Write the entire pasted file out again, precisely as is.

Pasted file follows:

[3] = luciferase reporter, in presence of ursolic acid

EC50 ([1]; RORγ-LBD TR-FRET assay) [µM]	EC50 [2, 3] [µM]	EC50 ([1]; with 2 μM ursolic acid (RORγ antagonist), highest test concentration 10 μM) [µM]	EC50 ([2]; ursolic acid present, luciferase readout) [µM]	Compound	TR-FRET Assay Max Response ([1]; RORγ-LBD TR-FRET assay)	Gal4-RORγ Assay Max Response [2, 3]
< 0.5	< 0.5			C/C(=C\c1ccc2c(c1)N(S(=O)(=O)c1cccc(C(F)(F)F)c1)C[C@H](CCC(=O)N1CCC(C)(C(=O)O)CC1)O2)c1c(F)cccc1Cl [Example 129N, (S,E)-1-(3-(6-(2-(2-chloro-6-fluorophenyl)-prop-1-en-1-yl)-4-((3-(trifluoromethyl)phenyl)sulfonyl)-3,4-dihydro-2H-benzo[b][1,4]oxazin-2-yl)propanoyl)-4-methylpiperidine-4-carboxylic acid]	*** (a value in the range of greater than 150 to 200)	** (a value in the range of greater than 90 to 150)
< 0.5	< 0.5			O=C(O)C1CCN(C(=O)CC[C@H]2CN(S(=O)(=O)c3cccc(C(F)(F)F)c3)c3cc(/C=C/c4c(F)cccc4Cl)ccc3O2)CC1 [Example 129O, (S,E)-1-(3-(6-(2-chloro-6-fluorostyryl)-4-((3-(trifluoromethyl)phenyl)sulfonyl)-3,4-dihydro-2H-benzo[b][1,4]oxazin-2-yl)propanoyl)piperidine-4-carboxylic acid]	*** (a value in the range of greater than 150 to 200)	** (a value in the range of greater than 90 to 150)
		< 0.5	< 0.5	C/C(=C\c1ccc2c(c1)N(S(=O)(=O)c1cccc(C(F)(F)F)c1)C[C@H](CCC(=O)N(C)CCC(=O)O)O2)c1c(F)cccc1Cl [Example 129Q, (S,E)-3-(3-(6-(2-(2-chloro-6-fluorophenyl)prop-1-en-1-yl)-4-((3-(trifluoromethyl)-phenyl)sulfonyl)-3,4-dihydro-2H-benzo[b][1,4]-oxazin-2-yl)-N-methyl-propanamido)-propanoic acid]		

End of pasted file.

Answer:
[3] = luciferase reporter, in presence of ursolic acid

EC50 ([1]; RORγ-LBD TR-FRET assay) [µM]	EC50 [2, 3] [µM]	EC50 ([1]; with 2 μM ursolic acid (RORγ antagonist), highest test concentration 10 μM) [µM]	EC50 ([2]; ursolic acid present, luciferase readout) [µM]	Compound	TR-FRET Assay Max Response ([1]; RORγ-LBD TR-FRET assay)	Gal4-RORγ Assay Max Response [2, 3]
< 0.5	< 0.5			C/C(=C\c1ccc2c(c1)N(S(=O)(=O)c1cccc(C(F)(F)F)c1)C[C@H](CCC(=O)N1CCC(C)(C(=O)O)CC1)O2)c1c(F)cccc1Cl [Example 129N, (S,E)-1-(3-(6-(2-(2-chloro-6-fluorophenyl)-prop-1-en-1-yl)-4-((3-(trifluoromethyl)phenyl)sulfonyl)-3,4-dihydro-2H-benzo[b][1,4]oxazin-2-yl)propanoyl)-4-methylpiperidine-4-carboxylic acid]	*** (a value in the range of greater than 150 to 200)	** (a value in the range of greater than 90 to 150)
< 0.5	< 0.5			O=C(O)C1CCN(C(=O)CC[C@H]2CN(S(=O)(=O)c3cccc(C(F)(F)F)c3)c3cc(/C=C/c4c(F)cccc4Cl)ccc3O2)CC1 [Example 129O, (S,E)-1-(3-(6-(2-chloro-6-fluorostyryl)-4-((3-(trifluoromethyl)phenyl)sulfonyl)-3,4-dihydro-2H-benzo[b][1,4]oxazin-2-yl)propanoyl)piperidine-4-carboxylic acid]	*** (a value in the range of greater than 150 to 200)	** (a value in the range of greater than 90 to 150)
		< 0.5	< 0.5	C/C(=C\c1ccc2c(c1)N(S(=O)(=O)c1cccc(C(F)(F)F)c1)C[C@H](CCC(=O)N(C)CCC(=O)O)O2)c1c(F)cccc1Cl [Example 129Q, (S,E)-3-(3-(6-(2-(2-chloro-6-fluorophenyl)prop-1-en-1-yl)-4-((3-(trifluoromethyl)-phenyl)sulfonyl)-3,4-dihydro-2H-benzo[b][1,4]-oxazin-2-yl)-N-methyl-propanamido)-propanoic acid]		